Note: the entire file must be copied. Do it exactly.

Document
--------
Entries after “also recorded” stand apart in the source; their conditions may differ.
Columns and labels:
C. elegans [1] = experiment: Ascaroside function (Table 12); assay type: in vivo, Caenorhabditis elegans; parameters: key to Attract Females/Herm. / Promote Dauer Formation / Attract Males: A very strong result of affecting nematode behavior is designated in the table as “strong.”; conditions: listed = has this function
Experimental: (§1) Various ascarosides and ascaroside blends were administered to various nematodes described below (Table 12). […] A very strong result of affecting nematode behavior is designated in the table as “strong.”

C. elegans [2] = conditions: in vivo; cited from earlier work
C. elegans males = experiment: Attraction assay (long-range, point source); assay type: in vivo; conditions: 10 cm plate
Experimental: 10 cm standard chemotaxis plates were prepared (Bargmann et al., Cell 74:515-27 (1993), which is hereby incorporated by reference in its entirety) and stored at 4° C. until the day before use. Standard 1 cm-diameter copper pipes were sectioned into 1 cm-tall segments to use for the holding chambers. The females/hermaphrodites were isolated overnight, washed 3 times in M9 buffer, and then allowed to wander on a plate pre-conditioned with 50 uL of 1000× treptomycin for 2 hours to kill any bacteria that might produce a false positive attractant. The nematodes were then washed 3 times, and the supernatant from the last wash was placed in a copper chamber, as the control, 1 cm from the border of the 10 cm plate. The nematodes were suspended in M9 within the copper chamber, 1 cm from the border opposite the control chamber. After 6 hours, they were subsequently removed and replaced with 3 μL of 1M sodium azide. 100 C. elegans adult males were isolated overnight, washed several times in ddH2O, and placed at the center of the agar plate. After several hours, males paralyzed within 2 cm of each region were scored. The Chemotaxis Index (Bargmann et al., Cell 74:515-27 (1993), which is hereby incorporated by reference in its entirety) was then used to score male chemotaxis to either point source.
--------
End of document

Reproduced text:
Entries after “also recorded” stand apart in the source; their conditions may differ.
Columns and labels:
C. elegans [1] = experiment: Ascaroside function (Table 12); assay type: in vivo, Caenorhabditis elegans; parameters: key to Attract Females/Herm. / Promote Dauer Formation / Attract Males: A very strong result of affecting nematode behavior is designated in the table as “strong.”; conditions: listed = has this function
Experimental: (§1) Various ascarosides and ascaroside blends were administered to various nematodes described below (Table 12). […] A very strong result of affecting nematode behavior is designated in the table as “strong.”

C. elegans [2] = conditions: in vivo; cited from earlier work
C. elegans males = experiment: Attraction assay (long-range, point source); assay type: in vivo; conditions: 10 cm plate
Experimental: 10 cm standard chemotaxis plates were prepared (Bargmann et al., Cell 74:515-27 (1993), which is hereby incorporated by reference in its entirety) and stored at 4° C. until the day before use. Standard 1 cm-diameter copper pipes were sectioned into 1 cm-tall segments to use for the holding chambers. The females/hermaphrodites were isolated overnight, washed 3 times in M9 buffer, and then allowed to wander on a plate pre-conditioned with 50 uL of 1000× treptomycin for 2 hours to kill any bacteria that might produce a false positive attractant. The nematodes were then washed 3 times, and the supernatant from the last wash was placed in a copper chamber, as the control, 1 cm from the border of the 10 cm plate. The nematodes were suspended in M9 within the copper chamber, 1 cm from the border opposite the control chamber. After 6 hours, they were subsequently removed and replaced with 3 μL of 1M sodium azide. 100 C. elegans adult males were isolated overnight, washed several times in ddH2O, and placed at the center of the agar plate. After several hours, males paralyzed within 2 cm of each region were scored. The Chemotaxis Index (Bargmann et al., Cell 74:515-27 (1993), which is hereby incorporated by reference in its entirety) was then used to score male chemotaxis to either point source.